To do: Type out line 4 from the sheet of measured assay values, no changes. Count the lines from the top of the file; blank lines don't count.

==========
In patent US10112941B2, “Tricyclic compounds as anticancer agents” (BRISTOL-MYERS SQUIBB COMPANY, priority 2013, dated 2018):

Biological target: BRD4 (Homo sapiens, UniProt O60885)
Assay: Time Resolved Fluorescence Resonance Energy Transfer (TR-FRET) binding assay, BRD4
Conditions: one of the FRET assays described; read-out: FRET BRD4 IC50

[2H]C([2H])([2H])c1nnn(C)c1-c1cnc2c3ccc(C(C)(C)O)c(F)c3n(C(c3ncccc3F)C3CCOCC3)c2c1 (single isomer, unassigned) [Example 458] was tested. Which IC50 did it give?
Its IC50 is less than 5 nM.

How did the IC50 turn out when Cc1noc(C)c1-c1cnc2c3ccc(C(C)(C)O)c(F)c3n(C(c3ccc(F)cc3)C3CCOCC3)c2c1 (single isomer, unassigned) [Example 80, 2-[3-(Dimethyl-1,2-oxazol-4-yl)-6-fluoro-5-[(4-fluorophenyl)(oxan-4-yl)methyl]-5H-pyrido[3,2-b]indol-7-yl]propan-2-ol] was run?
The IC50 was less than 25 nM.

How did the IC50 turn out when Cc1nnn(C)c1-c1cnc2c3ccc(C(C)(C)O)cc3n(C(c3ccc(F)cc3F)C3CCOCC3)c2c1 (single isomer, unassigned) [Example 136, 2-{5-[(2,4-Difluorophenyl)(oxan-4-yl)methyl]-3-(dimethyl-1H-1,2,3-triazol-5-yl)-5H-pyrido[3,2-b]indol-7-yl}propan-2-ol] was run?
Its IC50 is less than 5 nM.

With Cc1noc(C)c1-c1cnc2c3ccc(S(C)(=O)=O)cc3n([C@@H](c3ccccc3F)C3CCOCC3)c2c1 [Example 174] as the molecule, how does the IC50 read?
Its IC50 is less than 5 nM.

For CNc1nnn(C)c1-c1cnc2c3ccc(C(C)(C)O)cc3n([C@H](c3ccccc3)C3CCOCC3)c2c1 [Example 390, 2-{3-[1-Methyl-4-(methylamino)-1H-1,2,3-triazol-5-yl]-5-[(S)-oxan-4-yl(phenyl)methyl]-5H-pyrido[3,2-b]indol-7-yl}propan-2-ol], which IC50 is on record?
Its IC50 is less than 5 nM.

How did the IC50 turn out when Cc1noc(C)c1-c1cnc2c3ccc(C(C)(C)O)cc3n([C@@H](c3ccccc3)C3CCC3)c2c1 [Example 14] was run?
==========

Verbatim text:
Conditions: one of the FRET assays described; read-out: FRET BRD4 IC50